He came, he conquered but did Modi see the crumbling Varanasi?

One has to wait till May 16 to see how much of the huge road show would convert into votes

deevakar

Deevakar Anand | April 25, 2014



To move around in Benaras (also known as Varanasi), it is better to let go off the four-wheeler.

And if you are anywhere near the congested markets and by lanes along the Ganga ghats, the only advisable mode of transport is by foot.

No wonder then that on April 24 two helicopters were kept ready to ferry BJP’s prime ministerial candidate, Narendra Modi, around the city – one to bring him from the city’s Babatpur airport to the Benaras Hindu University (BHU) helipad and the other at the police lines to take him back to the airport. For the city, he used a VVIP-secured convoy of SUVs and cars. The occasion:  Modi was to file his MP nomination papers at the collectorate.
Varanasi came to a complete standstill as a tsunami of supporters and onlookers came out to see Modi. The only thing that could move or, rather, crawl amidst this was Modi’s convoy.

On Thursday morning, an estimated 30,000 people, most of them wearing identical saffron caps, gathered around the rather small area in front of BHU, adjoining the city’s popular Lanka market at 8.30 AM and waited for over two hours for the BJP’s prime ministerial candidate to come. He was to garland the statue of BHU founder late Pandit Madan Mohan Malviya before heading for the road shows and nomination for his MP candidature.

When he arrived, the VVIP security was thrown out of gear and men and women hopped to the cars in the convoy.

Several patients and their families who were headed towards the hospital located inside BHU were stuck. When Modi moved towards Kashi Vidyapeeth from where he was to go towards the city’s Mint road, only a few of those gathered at BHU gate could follow him as the roads were packed. According to some estimates, there were over one lakh people on Modi’s convoy path.

It was difficult for even journalists to follow his convoy. “You cannot move along with his convoy. There would be no space for your car to move. Unless you have another journalist colleague already waiting at the collectorate, you will not be able to cover it,” said one security officer.

If not for the lift on the bike of a local reporter and some shortcuts through extremely narrow lanes of Varanasi that took this correspondent to a flyover in front of the railway station, covering Modi’s march to the collectorate it would have been impossible.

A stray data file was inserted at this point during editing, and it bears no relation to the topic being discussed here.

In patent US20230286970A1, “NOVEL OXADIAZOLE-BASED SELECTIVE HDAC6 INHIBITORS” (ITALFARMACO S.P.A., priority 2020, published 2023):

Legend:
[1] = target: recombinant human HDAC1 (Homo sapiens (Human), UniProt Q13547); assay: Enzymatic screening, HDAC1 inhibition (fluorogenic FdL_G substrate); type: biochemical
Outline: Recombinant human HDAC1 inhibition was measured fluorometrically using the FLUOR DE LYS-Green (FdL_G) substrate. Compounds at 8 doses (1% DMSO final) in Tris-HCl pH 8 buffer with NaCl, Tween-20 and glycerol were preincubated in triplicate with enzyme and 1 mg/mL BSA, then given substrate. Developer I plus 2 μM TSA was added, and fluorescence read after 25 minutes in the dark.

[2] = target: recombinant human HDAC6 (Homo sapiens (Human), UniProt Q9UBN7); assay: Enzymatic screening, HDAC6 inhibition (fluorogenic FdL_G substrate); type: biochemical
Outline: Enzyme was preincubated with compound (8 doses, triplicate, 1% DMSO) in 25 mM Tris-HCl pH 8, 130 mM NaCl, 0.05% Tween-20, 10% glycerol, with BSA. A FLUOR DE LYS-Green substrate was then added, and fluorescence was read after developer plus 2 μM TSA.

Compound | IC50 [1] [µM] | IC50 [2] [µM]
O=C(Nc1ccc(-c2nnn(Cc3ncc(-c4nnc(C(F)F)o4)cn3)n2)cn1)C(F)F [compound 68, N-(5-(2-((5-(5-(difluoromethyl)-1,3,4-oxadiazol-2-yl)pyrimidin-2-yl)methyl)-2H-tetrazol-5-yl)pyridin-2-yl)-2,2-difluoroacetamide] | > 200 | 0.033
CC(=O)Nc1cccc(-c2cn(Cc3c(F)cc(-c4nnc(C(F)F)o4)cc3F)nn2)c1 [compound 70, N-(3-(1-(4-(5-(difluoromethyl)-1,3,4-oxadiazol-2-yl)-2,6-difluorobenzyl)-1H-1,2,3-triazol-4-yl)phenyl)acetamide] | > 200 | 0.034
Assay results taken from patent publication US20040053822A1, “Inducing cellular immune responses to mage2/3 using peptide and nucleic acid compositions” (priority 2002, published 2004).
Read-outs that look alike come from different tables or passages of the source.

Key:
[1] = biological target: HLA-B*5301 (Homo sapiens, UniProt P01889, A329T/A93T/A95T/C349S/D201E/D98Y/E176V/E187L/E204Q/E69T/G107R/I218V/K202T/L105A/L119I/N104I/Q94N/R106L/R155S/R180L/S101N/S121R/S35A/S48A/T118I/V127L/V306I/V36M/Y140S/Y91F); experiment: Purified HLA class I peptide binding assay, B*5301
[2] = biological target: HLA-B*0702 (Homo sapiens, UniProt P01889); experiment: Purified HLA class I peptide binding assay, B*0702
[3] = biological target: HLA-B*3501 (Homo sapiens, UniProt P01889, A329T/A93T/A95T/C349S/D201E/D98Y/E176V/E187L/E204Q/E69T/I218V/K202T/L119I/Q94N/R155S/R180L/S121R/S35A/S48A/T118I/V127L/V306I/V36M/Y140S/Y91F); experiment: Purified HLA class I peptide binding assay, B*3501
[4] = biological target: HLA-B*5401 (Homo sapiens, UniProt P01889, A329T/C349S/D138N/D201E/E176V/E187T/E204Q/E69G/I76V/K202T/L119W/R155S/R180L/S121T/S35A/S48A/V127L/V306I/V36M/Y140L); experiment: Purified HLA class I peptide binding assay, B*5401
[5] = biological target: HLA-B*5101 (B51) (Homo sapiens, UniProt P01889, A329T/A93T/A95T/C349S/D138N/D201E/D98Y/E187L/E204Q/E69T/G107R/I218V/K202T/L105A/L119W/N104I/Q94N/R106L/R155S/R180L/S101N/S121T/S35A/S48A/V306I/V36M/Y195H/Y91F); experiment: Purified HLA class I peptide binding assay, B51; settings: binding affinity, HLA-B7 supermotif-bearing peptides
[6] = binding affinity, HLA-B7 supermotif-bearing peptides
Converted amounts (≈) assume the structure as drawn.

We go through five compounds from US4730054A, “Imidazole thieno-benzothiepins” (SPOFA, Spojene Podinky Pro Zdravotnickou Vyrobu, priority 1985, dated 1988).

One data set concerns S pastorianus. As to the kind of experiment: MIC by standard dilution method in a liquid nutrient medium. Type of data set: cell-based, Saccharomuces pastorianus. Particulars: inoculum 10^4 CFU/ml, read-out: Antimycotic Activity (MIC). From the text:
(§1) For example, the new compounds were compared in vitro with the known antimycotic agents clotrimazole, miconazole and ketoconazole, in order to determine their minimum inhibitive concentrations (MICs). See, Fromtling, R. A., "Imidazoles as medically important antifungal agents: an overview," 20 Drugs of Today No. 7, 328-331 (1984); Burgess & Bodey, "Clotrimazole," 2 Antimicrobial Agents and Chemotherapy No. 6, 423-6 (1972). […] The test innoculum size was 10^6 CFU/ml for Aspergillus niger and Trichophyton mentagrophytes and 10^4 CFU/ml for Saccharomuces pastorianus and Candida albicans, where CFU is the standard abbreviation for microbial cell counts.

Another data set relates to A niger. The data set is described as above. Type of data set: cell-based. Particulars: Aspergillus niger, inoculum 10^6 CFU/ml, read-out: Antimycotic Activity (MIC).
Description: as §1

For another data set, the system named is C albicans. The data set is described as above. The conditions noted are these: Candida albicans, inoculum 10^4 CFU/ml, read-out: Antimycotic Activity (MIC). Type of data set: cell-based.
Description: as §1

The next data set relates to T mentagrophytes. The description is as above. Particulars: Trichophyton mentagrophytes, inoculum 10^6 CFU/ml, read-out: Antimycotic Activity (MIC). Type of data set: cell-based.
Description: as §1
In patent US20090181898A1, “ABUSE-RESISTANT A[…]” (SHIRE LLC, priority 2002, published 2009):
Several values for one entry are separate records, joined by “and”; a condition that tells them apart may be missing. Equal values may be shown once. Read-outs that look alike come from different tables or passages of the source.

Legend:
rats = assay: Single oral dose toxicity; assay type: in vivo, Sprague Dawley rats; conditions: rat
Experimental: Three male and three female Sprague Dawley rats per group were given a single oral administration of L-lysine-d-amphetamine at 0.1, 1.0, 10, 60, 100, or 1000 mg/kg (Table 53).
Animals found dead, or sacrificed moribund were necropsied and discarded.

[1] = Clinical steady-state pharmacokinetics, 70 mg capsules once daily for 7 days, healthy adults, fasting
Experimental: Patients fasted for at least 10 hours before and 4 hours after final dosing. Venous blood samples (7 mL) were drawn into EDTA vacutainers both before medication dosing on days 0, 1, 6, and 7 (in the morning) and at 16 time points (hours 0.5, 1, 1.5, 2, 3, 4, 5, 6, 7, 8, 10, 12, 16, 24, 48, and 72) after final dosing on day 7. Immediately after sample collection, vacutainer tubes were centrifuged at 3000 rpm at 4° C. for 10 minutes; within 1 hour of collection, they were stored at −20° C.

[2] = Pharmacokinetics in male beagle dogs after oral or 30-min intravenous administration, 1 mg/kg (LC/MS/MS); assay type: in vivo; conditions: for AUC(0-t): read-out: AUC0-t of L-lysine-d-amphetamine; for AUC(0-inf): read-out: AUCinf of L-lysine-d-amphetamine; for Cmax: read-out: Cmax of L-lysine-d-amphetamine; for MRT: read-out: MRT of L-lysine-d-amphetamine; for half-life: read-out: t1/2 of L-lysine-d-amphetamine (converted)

There were several college-going voters who cheered for Modi on his way to file the nomination. One such young girl, Shreeja Mishra, a first-time voter and student of social science at BHU, said she will vote for Modi as he “has done great development in Gujarat”. Mishra, who is from Azamgarh, also has Modi supporters in her family. Asked if she thought Modi would salvage the crumbling Varanasi city, she said “she hoped so”.
How much of today’s crowd that thronged to see Modi’s convoy would convert into votes and how much of a fight the fledging AAP’s Arvind Kejriwal will put up will only be known on May 16. In Varanasi, on Thursday morning, however, it was difficult not to let one’s mind get besieged with the popularity Modi seems to enjoy here.

However, in Modi’s day-long dramatic “He came, he saw, he conquered” visit to Varanasi, little did anyone have the chance and space (literally) to ask if the person touted to be the next prime minister would know the deteriorating conditions of city’s handloom weavers that once was the mainstay of Varanasi’s economy.

For that matter, in the run up to the electioneering for the next lok sabha, the real issues that concern peoples’ lives has been lost in high-pitched political slogans.

Varanasi has a glorified social history. But beyond the legacies and its image as shown on tourism ministry websites, there is another story- that of the unchanged socio-economic status of a sizeable section that makes up the city’s composite culture.

The very design of Modi's 'high-fly' plan en route to filing his nomination underlines the city’s crumbling infrastructure and the inequalities that prevail here.

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